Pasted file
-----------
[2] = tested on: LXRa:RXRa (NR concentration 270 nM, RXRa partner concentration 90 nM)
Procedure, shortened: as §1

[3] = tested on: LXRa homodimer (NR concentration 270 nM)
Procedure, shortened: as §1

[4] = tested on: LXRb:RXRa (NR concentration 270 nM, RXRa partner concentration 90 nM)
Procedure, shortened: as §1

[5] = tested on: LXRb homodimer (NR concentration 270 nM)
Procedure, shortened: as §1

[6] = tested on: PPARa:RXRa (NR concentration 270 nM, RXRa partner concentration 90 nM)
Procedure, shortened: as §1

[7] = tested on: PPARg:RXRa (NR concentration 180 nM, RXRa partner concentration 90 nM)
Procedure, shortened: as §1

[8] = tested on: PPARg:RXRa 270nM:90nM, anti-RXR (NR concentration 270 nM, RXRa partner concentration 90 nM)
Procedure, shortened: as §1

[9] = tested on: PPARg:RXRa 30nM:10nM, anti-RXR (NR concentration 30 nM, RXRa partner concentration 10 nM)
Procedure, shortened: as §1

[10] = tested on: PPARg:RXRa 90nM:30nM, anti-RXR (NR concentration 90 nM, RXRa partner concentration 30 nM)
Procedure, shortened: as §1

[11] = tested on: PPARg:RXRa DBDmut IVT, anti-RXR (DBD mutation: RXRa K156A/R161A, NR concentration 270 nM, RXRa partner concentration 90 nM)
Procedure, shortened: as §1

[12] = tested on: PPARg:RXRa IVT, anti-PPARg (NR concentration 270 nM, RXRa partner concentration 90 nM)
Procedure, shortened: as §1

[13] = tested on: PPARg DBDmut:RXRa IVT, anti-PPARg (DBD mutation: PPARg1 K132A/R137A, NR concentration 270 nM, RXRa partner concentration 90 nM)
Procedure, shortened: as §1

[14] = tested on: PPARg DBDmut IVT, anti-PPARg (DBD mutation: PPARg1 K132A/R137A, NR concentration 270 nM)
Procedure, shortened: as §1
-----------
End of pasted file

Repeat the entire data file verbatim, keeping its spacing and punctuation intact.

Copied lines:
[2] = tested on: LXRa:RXRa (NR concentration 270 nM, RXRa partner concentration 90 nM)
Procedure, shortened: as §1

[3] = tested on: LXRa homodimer (NR concentration 270 nM)
Procedure, shortened: as §1

[4] = tested on: LXRb:RXRa (NR concentration 270 nM, RXRa partner concentration 90 nM)
Procedure, shortened: as §1

[5] = tested on: LXRb homodimer (NR concentration 270 nM)
Procedure, shortened: as §1

[6] = tested on: PPARa:RXRa (NR concentration 270 nM, RXRa partner concentration 90 nM)
Procedure, shortened: as §1

[7] = tested on: PPARg:RXRa (NR concentration 180 nM, RXRa partner concentration 90 nM)
Procedure, shortened: as §1

[8] = tested on: PPARg:RXRa 270nM:90nM, anti-RXR (NR concentration 270 nM, RXRa partner concentration 90 nM)
Procedure, shortened: as §1

[9] = tested on: PPARg:RXRa 30nM:10nM, anti-RXR (NR concentration 30 nM, RXRa partner concentration 10 nM)
Procedure, shortened: as §1

[10] = tested on: PPARg:RXRa 90nM:30nM, anti-RXR (NR concentration 90 nM, RXRa partner concentration 30 nM)
Procedure, shortened: as §1

[11] = tested on: PPARg:RXRa DBDmut IVT, anti-RXR (DBD mutation: RXRa K156A/R161A, NR concentration 270 nM, RXRa partner concentration 90 nM)
Procedure, shortened: as §1

[12] = tested on: PPARg:RXRa IVT, anti-PPARg (NR concentration 270 nM, RXRa partner concentration 90 nM)
Procedure, shortened: as §1

[13] = tested on: PPARg DBDmut:RXRa IVT, anti-PPARg (DBD mutation: PPARg1 K132A/R137A, NR concentration 270 nM, RXRa partner concentration 90 nM)
Procedure, shortened: as §1

[14] = tested on: PPARg DBDmut IVT, anti-PPARg (DBD mutation: PPARg1 K132A/R137A, NR concentration 270 nM)
Procedure, shortened: as §1